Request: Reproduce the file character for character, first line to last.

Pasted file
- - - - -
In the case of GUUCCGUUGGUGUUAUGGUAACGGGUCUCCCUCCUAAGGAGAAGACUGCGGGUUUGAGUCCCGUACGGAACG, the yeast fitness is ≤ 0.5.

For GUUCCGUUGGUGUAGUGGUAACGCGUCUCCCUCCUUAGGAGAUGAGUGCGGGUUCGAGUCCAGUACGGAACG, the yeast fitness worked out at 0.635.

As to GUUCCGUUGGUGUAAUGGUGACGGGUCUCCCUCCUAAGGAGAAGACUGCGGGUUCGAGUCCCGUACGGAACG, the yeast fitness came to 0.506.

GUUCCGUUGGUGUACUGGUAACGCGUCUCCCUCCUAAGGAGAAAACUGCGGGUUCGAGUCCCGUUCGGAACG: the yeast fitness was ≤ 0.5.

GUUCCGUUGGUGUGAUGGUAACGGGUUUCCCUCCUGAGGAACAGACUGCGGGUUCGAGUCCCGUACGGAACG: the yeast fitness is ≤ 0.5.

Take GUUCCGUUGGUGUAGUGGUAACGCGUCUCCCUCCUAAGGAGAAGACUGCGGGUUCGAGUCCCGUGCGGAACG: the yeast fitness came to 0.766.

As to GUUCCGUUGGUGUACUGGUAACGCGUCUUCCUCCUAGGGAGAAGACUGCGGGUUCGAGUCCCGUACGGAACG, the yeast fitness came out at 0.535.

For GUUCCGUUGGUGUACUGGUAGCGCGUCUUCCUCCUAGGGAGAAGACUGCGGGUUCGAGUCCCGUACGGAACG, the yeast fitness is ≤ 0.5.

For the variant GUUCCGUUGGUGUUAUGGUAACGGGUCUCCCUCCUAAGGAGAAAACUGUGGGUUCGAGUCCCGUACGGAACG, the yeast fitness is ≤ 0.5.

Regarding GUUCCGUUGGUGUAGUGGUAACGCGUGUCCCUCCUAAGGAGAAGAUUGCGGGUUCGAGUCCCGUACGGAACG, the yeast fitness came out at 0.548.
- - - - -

In the case of GUUCCGUUGGUGUUAUGGUAACGGGUCUCCCUCCUAAGGAGAAGACUGCGGGUUUGAGUCCCGUACGGAACG, the yeast fitness is ≤ 0.5.

For GUUCCGUUGGUGUAGUGGUAACGCGUCUCCCUCCUUAGGAGAUGAGUGCGGGUUCGAGUCCAGUACGGAACG, the yeast fitness worked out at 0.635.

As to GUUCCGUUGGUGUAAUGGUGACGGGUCUCCCUCCUAAGGAGAAGACUGCGGGUUCGAGUCCCGUACGGAACG, the yeast fitness came to 0.506.

GUUCCGUUGGUGUACUGGUAACGCGUCUCCCUCCUAAGGAGAAAACUGCGGGUUCGAGUCCCGUUCGGAACG: the yeast fitness was ≤ 0.5.

GUUCCGUUGGUGUGAUGGUAACGGGUUUCCCUCCUGAGGAACAGACUGCGGGUUCGAGUCCCGUACGGAACG: the yeast fitness is ≤ 0.5.

Take GUUCCGUUGGUGUAGUGGUAACGCGUCUCCCUCCUAAGGAGAAGACUGCGGGUUCGAGUCCCGUGCGGAACG: the yeast fitness came to 0.766.

As to GUUCCGUUGGUGUACUGGUAACGCGUCUUCCUCCUAGGGAGAAGACUGCGGGUUCGAGUCCCGUACGGAACG, the yeast fitness came out at 0.535.

For GUUCCGUUGGUGUACUGGUAGCGCGUCUUCCUCCUAGGGAGAAGACUGCGGGUUCGAGUCCCGUACGGAACG, the yeast fitness is ≤ 0.5.

For the variant GUUCCGUUGGUGUUAUGGUAACGGGUCUCCCUCCUAAGGAGAAAACUGUGGGUUCGAGUCCCGUACGGAACG, the yeast fitness is ≤ 0.5.

Regarding GUUCCGUUGGUGUAGUGGUAACGCGUGUCCCUCCUAAGGAGAAGAUUGCGGGUUCGAGUCCCGUACGGAACG, the yeast fitness came out at 0.548.